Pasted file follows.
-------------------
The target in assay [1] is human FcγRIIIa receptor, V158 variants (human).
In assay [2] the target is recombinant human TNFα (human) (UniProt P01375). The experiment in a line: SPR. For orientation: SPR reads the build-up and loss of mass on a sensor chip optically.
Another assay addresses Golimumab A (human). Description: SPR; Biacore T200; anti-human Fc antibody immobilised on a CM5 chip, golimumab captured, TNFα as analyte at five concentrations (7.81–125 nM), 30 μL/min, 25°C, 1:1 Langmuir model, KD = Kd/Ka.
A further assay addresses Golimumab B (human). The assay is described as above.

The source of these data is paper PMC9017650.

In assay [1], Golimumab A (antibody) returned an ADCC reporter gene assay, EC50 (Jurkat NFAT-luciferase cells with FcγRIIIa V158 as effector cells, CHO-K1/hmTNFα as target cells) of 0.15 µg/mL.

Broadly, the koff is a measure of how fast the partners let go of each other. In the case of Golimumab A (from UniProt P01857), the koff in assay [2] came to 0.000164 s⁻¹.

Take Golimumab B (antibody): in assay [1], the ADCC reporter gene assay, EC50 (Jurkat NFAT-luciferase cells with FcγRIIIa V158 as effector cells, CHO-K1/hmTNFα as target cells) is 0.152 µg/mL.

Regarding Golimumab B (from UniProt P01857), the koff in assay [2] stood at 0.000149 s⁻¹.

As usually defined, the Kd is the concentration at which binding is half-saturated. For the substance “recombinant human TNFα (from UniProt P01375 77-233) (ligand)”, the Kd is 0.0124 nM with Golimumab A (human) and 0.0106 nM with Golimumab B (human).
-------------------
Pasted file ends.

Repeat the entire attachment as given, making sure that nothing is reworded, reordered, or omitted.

The target in assay [1] is human FcγRIIIa receptor, V158 variants (human).
In assay [2] the target is recombinant human TNFα (human) (UniProt P01375). The experiment in a line: SPR. For orientation: SPR reads the build-up and loss of mass on a sensor chip optically.
Another assay addresses Golimumab A (human). Description: SPR; Biacore T200; anti-human Fc antibody immobilised on a CM5 chip, golimumab captured, TNFα as analyte at five concentrations (7.81–125 nM), 30 μL/min, 25°C, 1:1 Langmuir model, KD = Kd/Ka.
A further assay addresses Golimumab B (human). The assay is described as above.

The source of these data is paper PMC9017650.

In assay [1], Golimumab A (antibody) returned an ADCC reporter gene assay, EC50 (Jurkat NFAT-luciferase cells with FcγRIIIa V158 as effector cells, CHO-K1/hmTNFα as target cells) of 0.15 µg/mL.

Broadly, the koff is a measure of how fast the partners let go of each other. In the case of Golimumab A (from UniProt P01857), the koff in assay [2] came to 0.000164 s⁻¹.

Take Golimumab B (antibody): in assay [1], the ADCC reporter gene assay, EC50 (Jurkat NFAT-luciferase cells with FcγRIIIa V158 as effector cells, CHO-K1/hmTNFα as target cells) is 0.152 µg/mL.

Regarding Golimumab B (from UniProt P01857), the koff in assay [2] stood at 0.000149 s⁻¹.

As usually defined, the Kd is the concentration at which binding is half-saturated. For the substance “recombinant human TNFα (from UniProt P01375 77-233) (ligand)”, the Kd is 0.0124 nM with Golimumab A (human) and 0.0106 nM with Golimumab B (human).